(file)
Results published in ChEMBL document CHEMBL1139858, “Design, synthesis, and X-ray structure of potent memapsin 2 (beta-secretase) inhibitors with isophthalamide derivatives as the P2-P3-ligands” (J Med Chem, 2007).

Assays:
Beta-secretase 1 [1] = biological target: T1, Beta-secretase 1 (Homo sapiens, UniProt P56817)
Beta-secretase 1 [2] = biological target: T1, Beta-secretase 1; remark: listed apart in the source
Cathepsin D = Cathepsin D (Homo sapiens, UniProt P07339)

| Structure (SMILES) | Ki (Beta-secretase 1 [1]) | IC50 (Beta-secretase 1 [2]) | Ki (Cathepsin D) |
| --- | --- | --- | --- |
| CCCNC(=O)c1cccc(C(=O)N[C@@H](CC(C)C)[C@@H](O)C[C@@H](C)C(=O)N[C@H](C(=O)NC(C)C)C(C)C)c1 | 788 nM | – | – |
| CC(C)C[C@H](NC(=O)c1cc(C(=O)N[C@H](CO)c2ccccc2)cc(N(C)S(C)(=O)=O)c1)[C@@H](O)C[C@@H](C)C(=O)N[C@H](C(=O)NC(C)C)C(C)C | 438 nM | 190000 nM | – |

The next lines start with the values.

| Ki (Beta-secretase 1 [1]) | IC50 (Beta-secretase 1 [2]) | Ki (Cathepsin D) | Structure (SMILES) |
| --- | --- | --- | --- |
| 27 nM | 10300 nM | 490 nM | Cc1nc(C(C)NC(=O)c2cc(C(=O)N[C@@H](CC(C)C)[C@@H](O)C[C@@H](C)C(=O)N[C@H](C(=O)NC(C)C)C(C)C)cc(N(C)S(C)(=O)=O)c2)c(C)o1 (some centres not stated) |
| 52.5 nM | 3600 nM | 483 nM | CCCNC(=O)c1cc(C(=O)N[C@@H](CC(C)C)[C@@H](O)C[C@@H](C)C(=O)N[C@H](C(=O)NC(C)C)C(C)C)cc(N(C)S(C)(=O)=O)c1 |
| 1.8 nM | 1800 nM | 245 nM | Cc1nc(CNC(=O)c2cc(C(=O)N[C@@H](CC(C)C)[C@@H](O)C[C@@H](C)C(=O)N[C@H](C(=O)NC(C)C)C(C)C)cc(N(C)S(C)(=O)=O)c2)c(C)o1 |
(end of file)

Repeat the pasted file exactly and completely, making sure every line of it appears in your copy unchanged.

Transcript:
Results published in ChEMBL document CHEMBL1139858, “Design, synthesis, and X-ray structure of potent memapsin 2 (beta-secretase) inhibitors with isophthalamide derivatives as the P2-P3-ligands” (J Med Chem, 2007).

Assays:
Beta-secretase 1 [1] = biological target: T1, Beta-secretase 1 (Homo sapiens, UniProt P56817)
Beta-secretase 1 [2] = biological target: T1, Beta-secretase 1; remark: listed apart in the source
Cathepsin D = Cathepsin D (Homo sapiens, UniProt P07339)

| Structure (SMILES) | Ki (Beta-secretase 1 [1]) | IC50 (Beta-secretase 1 [2]) | Ki (Cathepsin D) |
| --- | --- | --- | --- |
| CCCNC(=O)c1cccc(C(=O)N[C@@H](CC(C)C)[C@@H](O)C[C@@H](C)C(=O)N[C@H](C(=O)NC(C)C)C(C)C)c1 | 788 nM | – | – |
| CC(C)C[C@H](NC(=O)c1cc(C(=O)N[C@H](CO)c2ccccc2)cc(N(C)S(C)(=O)=O)c1)[C@@H](O)C[C@@H](C)C(=O)N[C@H](C(=O)NC(C)C)C(C)C | 438 nM | 190000 nM | – |

The next lines start with the values.

| Ki (Beta-secretase 1 [1]) | IC50 (Beta-secretase 1 [2]) | Ki (Cathepsin D) | Structure (SMILES) |
| --- | --- | --- | --- |
| 27 nM | 10300 nM | 490 nM | Cc1nc(C(C)NC(=O)c2cc(C(=O)N[C@@H](CC(C)C)[C@@H](O)C[C@@H](C)C(=O)N[C@H](C(=O)NC(C)C)C(C)C)cc(N(C)S(C)(=O)=O)c2)c(C)o1 (some centres not stated) |
| 52.5 nM | 3600 nM | 483 nM | CCCNC(=O)c1cc(C(=O)N[C@@H](CC(C)C)[C@@H](O)C[C@@H](C)C(=O)N[C@H](C(=O)NC(C)C)C(C)C)cc(N(C)S(C)(=O)=O)c1 |
| 1.8 nM | 1800 nM | 245 nM | Cc1nc(CNC(=O)c2cc(C(=O)N[C@@H](CC(C)C)[C@@H](O)C[C@@H](C)C(=O)N[C@H](C(=O)NC(C)C)C(C)C)cc(N(C)S(C)(=O)=O)c2)c(C)o1 |